a ~ In the room the women come and go

In the room the women come and go…

Virginia Wolf had it wrong. You don’t really need a room of your own. Yes, it would be nice. But a luxury.

And even when the writing gods do intervene and I am alone with only four walls for company, still there are voices. Carol Shields. Jane Austen. Tana French. Anne Tyler. Ms. Wolf herself. The men speak up, too, but not as pleasantly as the women. They are the ones who are a humming in my ear. They are the ones who care enough to hang around while I make my own proverbial scratches on paper that isn’t paper.

There’s been talk (again, still) of how women are poorly represented on the shelves, in the awards lists, in the reviews. Where they swell in numbers – the lines at the bookstores and libraries. And I want to feel passionately and outrageously, I want to march in a street and wave a homemade banner, I want to loudly insist that people who buy books buy a consciously equal amount of male and female writers, I want to at least add a halfway smart comment to the article, but… I too selfishly guard my time away from my dearies. Maybe when my hair is gray and too long for modesty I’ll march arm in arm, but for now I sit in a room, or a car, or a hallway, and type away, and listen to the women.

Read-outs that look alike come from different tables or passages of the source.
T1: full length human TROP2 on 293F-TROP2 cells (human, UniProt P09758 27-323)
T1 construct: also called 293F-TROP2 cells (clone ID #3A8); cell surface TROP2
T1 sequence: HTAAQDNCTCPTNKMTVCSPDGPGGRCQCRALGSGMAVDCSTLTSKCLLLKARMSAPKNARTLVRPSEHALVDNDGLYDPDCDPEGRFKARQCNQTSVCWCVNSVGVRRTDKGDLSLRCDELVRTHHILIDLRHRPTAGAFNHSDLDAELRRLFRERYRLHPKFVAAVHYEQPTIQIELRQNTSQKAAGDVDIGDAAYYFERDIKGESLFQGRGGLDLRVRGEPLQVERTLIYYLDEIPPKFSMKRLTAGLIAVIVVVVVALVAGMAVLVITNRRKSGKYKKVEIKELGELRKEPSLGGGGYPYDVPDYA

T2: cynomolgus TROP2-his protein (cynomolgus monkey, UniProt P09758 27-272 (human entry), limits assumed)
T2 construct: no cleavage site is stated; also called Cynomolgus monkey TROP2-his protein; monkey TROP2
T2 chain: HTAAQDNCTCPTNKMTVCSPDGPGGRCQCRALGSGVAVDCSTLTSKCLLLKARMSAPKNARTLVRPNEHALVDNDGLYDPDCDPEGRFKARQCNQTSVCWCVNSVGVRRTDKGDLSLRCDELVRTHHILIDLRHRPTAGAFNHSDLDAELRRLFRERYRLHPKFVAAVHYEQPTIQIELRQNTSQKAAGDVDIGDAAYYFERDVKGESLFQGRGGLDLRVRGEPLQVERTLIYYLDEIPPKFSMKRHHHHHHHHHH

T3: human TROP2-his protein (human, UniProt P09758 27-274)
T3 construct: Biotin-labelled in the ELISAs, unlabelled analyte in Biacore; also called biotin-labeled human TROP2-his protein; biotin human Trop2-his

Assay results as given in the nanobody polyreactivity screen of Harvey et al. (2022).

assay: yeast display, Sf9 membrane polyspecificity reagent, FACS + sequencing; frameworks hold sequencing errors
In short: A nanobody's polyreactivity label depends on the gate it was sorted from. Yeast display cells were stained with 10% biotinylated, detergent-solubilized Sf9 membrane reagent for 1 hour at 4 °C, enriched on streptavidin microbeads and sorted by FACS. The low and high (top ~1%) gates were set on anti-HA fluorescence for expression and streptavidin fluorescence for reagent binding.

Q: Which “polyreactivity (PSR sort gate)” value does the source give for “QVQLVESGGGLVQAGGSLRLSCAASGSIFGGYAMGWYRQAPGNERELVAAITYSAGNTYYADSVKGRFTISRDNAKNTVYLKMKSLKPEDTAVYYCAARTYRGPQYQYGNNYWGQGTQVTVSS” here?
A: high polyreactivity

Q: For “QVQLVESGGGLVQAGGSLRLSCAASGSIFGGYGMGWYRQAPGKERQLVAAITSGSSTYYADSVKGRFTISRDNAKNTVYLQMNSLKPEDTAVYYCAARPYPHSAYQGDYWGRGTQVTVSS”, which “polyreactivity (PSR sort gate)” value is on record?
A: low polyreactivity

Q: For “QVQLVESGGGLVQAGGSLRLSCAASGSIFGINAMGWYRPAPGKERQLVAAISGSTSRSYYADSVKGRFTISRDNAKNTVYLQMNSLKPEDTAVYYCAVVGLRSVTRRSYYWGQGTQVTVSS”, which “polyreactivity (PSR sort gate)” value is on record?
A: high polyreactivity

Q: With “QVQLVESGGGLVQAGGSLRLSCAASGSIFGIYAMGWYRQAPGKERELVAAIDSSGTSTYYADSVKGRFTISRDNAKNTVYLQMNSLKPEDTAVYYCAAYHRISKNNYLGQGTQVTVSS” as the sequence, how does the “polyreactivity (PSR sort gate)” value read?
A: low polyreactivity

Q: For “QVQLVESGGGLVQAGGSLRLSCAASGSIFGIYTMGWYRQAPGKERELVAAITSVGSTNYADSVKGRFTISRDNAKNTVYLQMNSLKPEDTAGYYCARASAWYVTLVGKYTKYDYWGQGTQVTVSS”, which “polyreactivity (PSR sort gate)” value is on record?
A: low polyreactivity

(Why should we all consciously buy an equal amount of male and female writers? Because if we don’t do it consciously, we won’t do it all. Listening to men is something we do automatically because they talk so loudly, even the quiet ones, even the ones who say lovely things. We do it automatically because when we turn on the radio to listen to a political debate – it’s all a deep timber. And that, yes, trickles down. Listening to women is a learned skill. Learn it, go on, I’ll wait.)

Madeleine L’Engle, Tasha Tudor, Betsy Byars, Paula Danziger – these women taught me to listen a long time ago, and while my house is filled to the brim with male mutterings – which carry – it’s their voices I listen for, still.

In the room the women come and go…

About andi

Writer, editor, wrangler of small boys and dogs.


  1. mdiehn

    I’m sorry, did you write something? 🙂 Seriously, though, I think I have read that men hear men’s voices more easily and women hear women’s and children’s voices more easily. Has to do with the pitch and timbre and our ears’ sensitivities. And given the male domination of politics and our tendency to be loud, it makes perfect sense that in order to hear women, we’ll need to practice and work at it and make a concerted effort. [And for all that, we are going to need to be well rested and well nourished. So, then – to the men, I recommend naps and snacks.] And then for your next book, take a chance and pick one by a woman. You may be uncomfortable at first – they read differently, but once you learn to listen to them, it’s such a refreshing change of perspective you’ll wonder how you’ve managed so far without them. And go talk to your wife and your mother. I think I hear them calling! 🙂

  2. Susan

    Thank you for introducing me to The Language of Love, which I wound up absolutely devouring. I’d enjoy getting a brief list of books you two really love. Future post, perhaps?

  3. Oooooh, a book post, what a fantastic idea! We’ll work on it… And so glad you love Language of Love!

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